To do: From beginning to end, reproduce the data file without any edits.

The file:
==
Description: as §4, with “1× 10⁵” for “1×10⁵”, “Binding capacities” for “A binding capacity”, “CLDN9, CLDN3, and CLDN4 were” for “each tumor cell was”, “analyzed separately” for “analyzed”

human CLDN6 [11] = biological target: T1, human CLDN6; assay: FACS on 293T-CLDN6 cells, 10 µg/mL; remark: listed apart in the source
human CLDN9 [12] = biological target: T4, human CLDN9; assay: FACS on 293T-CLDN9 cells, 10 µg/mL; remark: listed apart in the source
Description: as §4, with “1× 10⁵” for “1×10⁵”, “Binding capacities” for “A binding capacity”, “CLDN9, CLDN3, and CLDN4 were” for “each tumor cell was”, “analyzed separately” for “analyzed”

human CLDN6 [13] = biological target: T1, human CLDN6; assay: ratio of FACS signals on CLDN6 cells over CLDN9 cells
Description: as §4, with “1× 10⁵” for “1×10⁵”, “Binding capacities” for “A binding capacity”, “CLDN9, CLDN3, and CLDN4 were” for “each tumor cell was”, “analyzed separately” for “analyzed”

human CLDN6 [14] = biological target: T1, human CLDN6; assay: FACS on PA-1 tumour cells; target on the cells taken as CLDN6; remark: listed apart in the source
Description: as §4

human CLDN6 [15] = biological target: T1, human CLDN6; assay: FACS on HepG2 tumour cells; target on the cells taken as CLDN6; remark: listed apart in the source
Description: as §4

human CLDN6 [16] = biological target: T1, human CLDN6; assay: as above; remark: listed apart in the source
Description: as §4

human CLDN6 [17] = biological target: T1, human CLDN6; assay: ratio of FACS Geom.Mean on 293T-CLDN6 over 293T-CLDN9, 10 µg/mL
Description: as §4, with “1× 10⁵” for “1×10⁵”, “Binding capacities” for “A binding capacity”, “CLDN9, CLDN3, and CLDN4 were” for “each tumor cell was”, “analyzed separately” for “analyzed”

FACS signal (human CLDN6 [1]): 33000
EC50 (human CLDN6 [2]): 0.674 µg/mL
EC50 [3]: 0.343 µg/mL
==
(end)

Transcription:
Description: as §4, with “1× 10⁵” for “1×10⁵”, “Binding capacities” for “A binding capacity”, “CLDN9, CLDN3, and CLDN4 were” for “each tumor cell was”, “analyzed separately” for “analyzed”

human CLDN6 [11] = biological target: T1, human CLDN6; assay: FACS on 293T-CLDN6 cells, 10 µg/mL; remark: listed apart in the source
human CLDN9 [12] = biological target: T4, human CLDN9; assay: FACS on 293T-CLDN9 cells, 10 µg/mL; remark: listed apart in the source
Description: as §4, with “1× 10⁵” for “1×10⁵”, “Binding capacities” for “A binding capacity”, “CLDN9, CLDN3, and CLDN4 were” for “each tumor cell was”, “analyzed separately” for “analyzed”

human CLDN6 [13] = biological target: T1, human CLDN6; assay: ratio of FACS signals on CLDN6 cells over CLDN9 cells
Description: as §4, with “1× 10⁵” for “1×10⁵”, “Binding capacities” for “A binding capacity”, “CLDN9, CLDN3, and CLDN4 were” for “each tumor cell was”, “analyzed separately” for “analyzed”

human CLDN6 [14] = biological target: T1, human CLDN6; assay: FACS on PA-1 tumour cells; target on the cells taken as CLDN6; remark: listed apart in the source
Description: as §4

human CLDN6 [15] = biological target: T1, human CLDN6; assay: FACS on HepG2 tumour cells; target on the cells taken as CLDN6; remark: listed apart in the source
Description: as §4

human CLDN6 [16] = biological target: T1, human CLDN6; assay: as above; remark: listed apart in the source
Description: as §4

human CLDN6 [17] = biological target: T1, human CLDN6; assay: ratio of FACS Geom.Mean on 293T-CLDN6 over 293T-CLDN9, 10 µg/mL
Description: as §4, with “1× 10⁵” for “1×10⁵”, “Binding capacities” for “A binding capacity”, “CLDN9, CLDN3, and CLDN4 were” for “each tumor cell was”, “analyzed separately” for “analyzed”

FACS signal (human CLDN6 [1]): 33000
EC50 (human CLDN6 [2]): 0.674 µg/mL
EC50 [3]: 0.343 µg/mL